Edward Larson

Graveside services for Edward Mark Larson, 77, Lawrence will be held at 10:00 a.m. Saturday, July 24, 2010 at Oak Hill Cemetery in Lawrence, KS.  A Celebration of Life will be held at a future date.  Mr. Larson died July 21, 2010 at Stormont-Vail in Topeka, KS.

He was born August 23, 1932 in Belleville, Kansas the son of Elmer C. and Mary E. (Vietor) Larson.

He graduated from Belleville High School in 1950 and received his BA from the Kansas Wesleyan University and his Master of Arts degree in Political Science from the University of Arizona.  He taught school in Texas, worked for the City of Kansas City, Missouri and installed insulation in homes.  Mr. Larson was an avid gardener, naturalist and environmentalist and was an active participant in the Re-evaluation Counseling Community.

Mr. Larson was a noted Lawrence social activist.  He was an active member of many organizations including the Kansas Area Watershed (KAW) Council, Lawrence Coalition for Peace and Justice, Lawrence-El Papaturro Friendship Committee, Appropriate Technology Center, and Radioactive Free Kansas.  He was an active member of the Unitarian Fellowship of Lawrence and received the Unitarian Universalist Association’s Social Justice Adult Award in 2004.

He is survived by nieces, Ann Swenson of Wichita, KS; Nancy Fricke of Nashville, TN and nephews, Bruce Larson of Edinburg, VA; Kim Larson of Turlock, CA.

Memorials may be made in his name to Lawrence-El Papaturro Friendship Committee;      Unitarian Fellowship of Lawrence or to Community Foundation and may be sent in care of the Warren-McElwain Mortuary.


8 Condolences

  1. Jane Gibson on July 23, 2010 at 12:00 am

    I so admired Mark’s dedication to social justice. He was an inspiration to many of us and will be missed.

  2. Susan Cooper & Lisa Braun on July 23, 2010 at 12:00 am

    We met Mark last year through the Unitarian Fellowship of Lawrence. We so admired his dedication and gentle spirit and are thankful for having known him. Our heartfelt condolences to his family.
    Susan & Lisa

  3. Lou Hoover on July 23, 2010 at 12:00 am

    My husband and I knew Mark as Ed for decades before he began calling himself Mark. How and when our friendship with Mark/Ed began is lost in the mists of time, but it must have been 50 years or more. He was a gentle, kind, intelligent and utterly unique man who never stopped learning and growing. It’s hard to accept that we’ll never again have his battered car parked in front of our house as we drink tea and hear more about his odyssey through life.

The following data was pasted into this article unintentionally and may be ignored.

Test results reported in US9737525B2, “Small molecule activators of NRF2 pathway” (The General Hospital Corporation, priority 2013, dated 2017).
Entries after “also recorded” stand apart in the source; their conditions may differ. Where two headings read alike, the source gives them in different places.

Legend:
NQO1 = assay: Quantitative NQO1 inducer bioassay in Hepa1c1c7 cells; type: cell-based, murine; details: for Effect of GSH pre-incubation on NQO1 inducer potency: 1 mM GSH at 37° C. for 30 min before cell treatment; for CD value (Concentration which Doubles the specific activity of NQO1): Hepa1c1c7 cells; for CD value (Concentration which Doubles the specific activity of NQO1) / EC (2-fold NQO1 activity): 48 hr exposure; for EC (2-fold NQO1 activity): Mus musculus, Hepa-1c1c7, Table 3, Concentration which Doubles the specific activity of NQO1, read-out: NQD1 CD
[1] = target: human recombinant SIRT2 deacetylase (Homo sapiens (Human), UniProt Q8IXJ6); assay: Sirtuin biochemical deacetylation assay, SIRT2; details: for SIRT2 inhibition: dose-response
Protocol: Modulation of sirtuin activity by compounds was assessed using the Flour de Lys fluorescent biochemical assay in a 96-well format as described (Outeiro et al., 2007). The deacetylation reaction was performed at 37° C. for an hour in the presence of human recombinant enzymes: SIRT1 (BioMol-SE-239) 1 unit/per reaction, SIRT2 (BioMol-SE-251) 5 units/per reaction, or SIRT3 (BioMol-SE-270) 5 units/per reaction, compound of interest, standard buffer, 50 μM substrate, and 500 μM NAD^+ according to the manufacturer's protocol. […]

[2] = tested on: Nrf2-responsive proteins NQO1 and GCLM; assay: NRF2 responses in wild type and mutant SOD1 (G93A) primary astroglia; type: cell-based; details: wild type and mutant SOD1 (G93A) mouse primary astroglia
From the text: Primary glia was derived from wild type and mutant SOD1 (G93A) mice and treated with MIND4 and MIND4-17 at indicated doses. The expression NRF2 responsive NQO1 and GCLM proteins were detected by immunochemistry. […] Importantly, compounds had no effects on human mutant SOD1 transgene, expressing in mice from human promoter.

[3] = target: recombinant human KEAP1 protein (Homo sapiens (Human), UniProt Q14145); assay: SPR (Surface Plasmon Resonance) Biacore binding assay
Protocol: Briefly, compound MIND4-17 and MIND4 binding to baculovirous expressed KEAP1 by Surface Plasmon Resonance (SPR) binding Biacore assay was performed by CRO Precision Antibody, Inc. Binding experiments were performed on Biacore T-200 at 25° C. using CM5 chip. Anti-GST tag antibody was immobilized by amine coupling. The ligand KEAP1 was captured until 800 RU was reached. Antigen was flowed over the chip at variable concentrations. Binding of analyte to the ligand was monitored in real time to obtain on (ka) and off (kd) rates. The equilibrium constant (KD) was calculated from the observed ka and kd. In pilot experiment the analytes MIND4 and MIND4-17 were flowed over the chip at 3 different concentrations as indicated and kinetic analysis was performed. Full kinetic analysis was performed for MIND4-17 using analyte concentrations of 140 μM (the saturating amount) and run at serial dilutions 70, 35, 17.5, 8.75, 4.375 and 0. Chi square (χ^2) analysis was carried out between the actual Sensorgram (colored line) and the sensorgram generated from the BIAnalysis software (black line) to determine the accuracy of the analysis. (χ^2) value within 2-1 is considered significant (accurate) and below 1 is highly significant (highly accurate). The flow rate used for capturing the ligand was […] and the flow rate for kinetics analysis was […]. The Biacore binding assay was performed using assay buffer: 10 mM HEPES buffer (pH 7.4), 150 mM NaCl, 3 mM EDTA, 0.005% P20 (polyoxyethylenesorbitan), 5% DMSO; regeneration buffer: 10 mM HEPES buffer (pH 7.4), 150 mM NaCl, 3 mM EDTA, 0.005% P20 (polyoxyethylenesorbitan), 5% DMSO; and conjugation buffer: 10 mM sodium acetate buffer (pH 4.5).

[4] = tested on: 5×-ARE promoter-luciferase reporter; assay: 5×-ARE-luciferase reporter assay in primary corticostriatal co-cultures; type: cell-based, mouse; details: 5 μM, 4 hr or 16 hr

4. audrey klopper on July 23, 2010 at 12:00 am

    Mark was a wonderful man, and so very kind to my family. He took my son into his home and taught him so much, in his own humble way. He taught him, most of all, about compassion and generosity. I will always be grateful to Mark for this, and for his steadfast love for the earth. My heart goes out to his family, and to those that were not connected by blood, but were also family. I will miss him. Audrey Klopper

  5. Kim M. Larson on July 23, 2010 at 12:00 am

    I am sad that Uncle Mark did not get to see the the new me. I will sorely miss his insight and opinions weather we agreed or not.

  6. Kim M. Larson on July 23, 2010 at 12:00 am

    I am sad that Uncle Mark did not get to see the the new me. I will sorely miss his insight and opinions weather we agreed or not.

  7. LaVetta Westphal - Rolfs on July 24, 2010 at 12:00 am

  8. Norman L Bleier on April 16, 2011 at 12:00 am

    I know Mark from his San Diego days. We called him Ed back then. We did community organizing together where his generous use of this big, green Ford pickup truck saved the day many a time. Sunday mornings I would walk over to his place – he lived a few blocks from me – and wake him up for a cup of coffee. As I recall he did not drink coffee so I would heat water and make a cup from an old jar of instant. It was terrible but the conversation and companionship was good. I pushed him to expect more appreciated from the people who would borrow his truck and use his labor but not invite him to dinner parties. But Mark had his own reasons to serve. Like me, he was on some kind of self directed apprenticeship although we would not have defined it this way at the time. He was quiet and not revealing of his inner self, not to me anyway. He recognized that I wasn’t the right ear, not back then for sure. Shortly after he returned to Kansas I relocated myself to Chicago where I met my wife and started a family. Mark visited us in his 50th year. I was shocked to have a friend who was half a century old but his old truck was still chugging along. Of course, today I regard 50 as almost a spring chick. I visited Mark once in Lawrence and he visited us many times in Chicago. We exchanged Christmas letters where he kept us informed of his travels and activities. I must say that of all the people I have known in peace, social justice and environment Mark is the one who remained most consistent in his activism all his life. I’ll miss him but I have many good memories of him.

Leave a Condolence